Hemoglobin A1c Tests That Orthopedic Surgeons Should Think About

Hemoglobin A1c is a test that measures the amount of glucose attached to the hemoglobin. The test tells us the average level of blood sugar (glucose) of the patient over the last 2-3 months. The normal range of Hemoglobin A1c is between 4% and 5.6%. When the level is 6.5% or higher, this indicates diabetes.


The goal of treatment is to make sure that the patient with diabetes has Hemoglobin A1c less than 7%. The higher the level of Hemoglobin A1c, the higher the risk of developing complications. People should have the test done every three months to check and see that their blood sugar is under control. At minimum, the Hemoglobin A1c test should be done twice per year. HA1c is a better way of measurement that is used to track the progress of diabetes than a blood sugar test. The blood sugar test does not give the big picture. A decrease of 1% in Hemoglobin A1c decreases the risk of complication by almost 37%. Glycated hemoglobin decreases the oxygen carrying capacity and limits the tissue oxygen delivery. In diabetics, the glycated hemoglobin limits delivery of oxygen to the tissues. The physician should be alert of surgical wound complications in patients with a high hemoglobin A1c level. If the condition of the patient is acute or if it is an emergency, we have to do surgery. If the condition is elective such as with carpal tunnel syndrome, then surgery can wait. Don’t rush surgery. We need to improve the Hemoglobin A1c level. If the patient has poor glycemic control, then you probably do not want to perform elective surgery on the patient because the high blood sugar level is linked to increase wound complications after surgery. The higher the preoperative Hemoglobin A1c level, the more there is a risk factor for surgical site of infection. Joint replacement surgery, for example, is delayed until the Hemoglobin A1c levels are less than 7%. Hemoglobin A1c above 7.5 increases the risk of deep post-operative infection following lumbar decompression.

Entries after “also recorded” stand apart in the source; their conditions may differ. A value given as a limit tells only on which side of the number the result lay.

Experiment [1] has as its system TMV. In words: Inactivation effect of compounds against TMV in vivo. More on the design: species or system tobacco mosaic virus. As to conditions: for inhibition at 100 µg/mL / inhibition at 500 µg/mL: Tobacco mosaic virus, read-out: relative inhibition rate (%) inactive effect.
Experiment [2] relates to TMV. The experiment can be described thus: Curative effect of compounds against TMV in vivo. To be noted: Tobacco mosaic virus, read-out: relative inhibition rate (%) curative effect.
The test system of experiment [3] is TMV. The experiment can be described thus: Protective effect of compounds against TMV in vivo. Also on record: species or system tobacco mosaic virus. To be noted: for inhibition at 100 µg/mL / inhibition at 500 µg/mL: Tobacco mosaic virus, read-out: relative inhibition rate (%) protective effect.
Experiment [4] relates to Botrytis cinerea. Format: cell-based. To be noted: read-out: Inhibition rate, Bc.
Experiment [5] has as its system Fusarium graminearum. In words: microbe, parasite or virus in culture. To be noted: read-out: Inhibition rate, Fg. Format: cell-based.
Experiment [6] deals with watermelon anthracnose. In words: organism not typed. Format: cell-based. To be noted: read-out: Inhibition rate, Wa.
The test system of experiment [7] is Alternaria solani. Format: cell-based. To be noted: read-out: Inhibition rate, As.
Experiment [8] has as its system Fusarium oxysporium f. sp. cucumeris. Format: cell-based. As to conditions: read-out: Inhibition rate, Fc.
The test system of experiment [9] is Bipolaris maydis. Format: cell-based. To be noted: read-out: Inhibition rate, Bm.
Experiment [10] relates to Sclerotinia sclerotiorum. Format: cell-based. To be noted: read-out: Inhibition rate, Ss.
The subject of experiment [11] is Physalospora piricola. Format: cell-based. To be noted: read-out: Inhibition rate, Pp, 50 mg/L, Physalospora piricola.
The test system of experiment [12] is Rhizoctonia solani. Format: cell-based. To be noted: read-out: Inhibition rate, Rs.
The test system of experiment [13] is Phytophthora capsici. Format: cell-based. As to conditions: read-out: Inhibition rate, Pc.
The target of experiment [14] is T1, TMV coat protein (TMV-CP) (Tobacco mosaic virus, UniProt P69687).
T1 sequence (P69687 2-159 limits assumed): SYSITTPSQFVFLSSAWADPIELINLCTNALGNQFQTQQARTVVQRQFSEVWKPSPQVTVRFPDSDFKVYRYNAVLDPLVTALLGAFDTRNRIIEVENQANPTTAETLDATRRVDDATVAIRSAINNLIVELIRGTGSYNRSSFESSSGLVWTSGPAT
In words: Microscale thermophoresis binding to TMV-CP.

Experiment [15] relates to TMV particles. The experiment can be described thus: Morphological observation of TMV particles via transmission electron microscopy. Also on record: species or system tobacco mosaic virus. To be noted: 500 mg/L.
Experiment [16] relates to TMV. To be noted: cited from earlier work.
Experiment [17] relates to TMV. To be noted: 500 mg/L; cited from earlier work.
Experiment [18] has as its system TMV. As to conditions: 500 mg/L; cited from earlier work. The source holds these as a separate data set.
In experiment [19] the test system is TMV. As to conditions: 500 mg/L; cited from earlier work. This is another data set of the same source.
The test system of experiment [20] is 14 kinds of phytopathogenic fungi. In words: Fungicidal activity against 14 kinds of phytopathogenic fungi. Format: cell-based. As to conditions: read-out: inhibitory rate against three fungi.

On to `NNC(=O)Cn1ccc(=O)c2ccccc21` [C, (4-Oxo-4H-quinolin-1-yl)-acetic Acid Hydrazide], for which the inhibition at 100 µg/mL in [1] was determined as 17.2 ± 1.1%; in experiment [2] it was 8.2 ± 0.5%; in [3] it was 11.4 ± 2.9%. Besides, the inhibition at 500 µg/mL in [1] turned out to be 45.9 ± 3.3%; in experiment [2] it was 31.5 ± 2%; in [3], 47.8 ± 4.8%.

Author
Nabil Ebraheim, MD

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